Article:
Carotid artery stenosis refers to a narrowing of the carotid arteries, the major arteries in the neck that supply the brain with blood from the heart. A common cause of the condition is atherosclerosis, where fatty deposits build up in the inner walls of the blood vessels and cause the lumen or space in the artery to narrow.
A diagnosis of carotid artery stenosis usually involves the following steps:
A doctor will obtain details of symptoms and medical history as well as performing a physical examination. The doctor will be interested in symptoms that indicate transient ischemic attack (TIA) or mini stroke, and these events are often considered warning signs that a stroke is likely to occur. Symptoms of TIA include numbness, weakness and tingling of limbs, blurred vision, speech difficulties, headaches, sudden confusion and difficulty balancing.
Certain risk factors for the condition include old age, family history of the condition, high blood cholesterol, past or current smoking, high blood pressure, diabetes and obesity.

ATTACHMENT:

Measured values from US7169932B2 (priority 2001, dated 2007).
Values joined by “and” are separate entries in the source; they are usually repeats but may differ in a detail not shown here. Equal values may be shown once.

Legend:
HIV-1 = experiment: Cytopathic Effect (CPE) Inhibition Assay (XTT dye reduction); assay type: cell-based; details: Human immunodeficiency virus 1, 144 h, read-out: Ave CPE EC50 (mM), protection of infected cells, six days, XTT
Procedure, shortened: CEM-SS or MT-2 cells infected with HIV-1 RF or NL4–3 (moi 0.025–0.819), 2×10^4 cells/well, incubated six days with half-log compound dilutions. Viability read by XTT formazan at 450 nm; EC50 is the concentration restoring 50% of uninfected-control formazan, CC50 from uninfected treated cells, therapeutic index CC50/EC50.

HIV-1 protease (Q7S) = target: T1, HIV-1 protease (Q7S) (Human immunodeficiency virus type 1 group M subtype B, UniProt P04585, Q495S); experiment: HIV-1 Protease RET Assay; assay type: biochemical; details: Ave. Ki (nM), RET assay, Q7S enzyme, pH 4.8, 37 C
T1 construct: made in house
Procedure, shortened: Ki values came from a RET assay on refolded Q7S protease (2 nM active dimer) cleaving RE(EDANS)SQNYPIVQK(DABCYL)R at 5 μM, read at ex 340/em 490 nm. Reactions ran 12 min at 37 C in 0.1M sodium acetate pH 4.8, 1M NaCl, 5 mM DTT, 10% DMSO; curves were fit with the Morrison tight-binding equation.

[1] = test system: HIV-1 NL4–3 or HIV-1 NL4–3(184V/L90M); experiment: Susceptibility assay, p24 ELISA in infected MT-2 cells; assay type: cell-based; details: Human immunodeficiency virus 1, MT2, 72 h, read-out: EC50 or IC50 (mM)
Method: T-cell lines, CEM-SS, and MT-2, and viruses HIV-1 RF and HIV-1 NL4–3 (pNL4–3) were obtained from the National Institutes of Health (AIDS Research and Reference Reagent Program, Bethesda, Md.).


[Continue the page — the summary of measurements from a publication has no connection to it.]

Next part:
– The peripheral pulses are palpated as part of the examination. The doctor will also use a stethoscope to listen to the blood flow through the carotid arteries.
– This technique uses high intensity sound waves to generate structural images of the carotid arteries that can be used to check for plaque build up and clots.
Carotid angiography – A catheter is inserted into a vein in the patient’s arm or leg and guided towards the carotid arteries. A contrast dye is then passed through the catheter and X-ray images of the carotid arteries are taken.
CT Scan - A computed tomography (CT) scan uses X-ray in conjunction with a computer to generate detailed images of the head and neck.
Magnetic resonance imaging – This technique employs radio waves and magnetic fields to create detailed images of the arteries that may even show blood moving through them.
Reviewed by Sally Robertson, BSc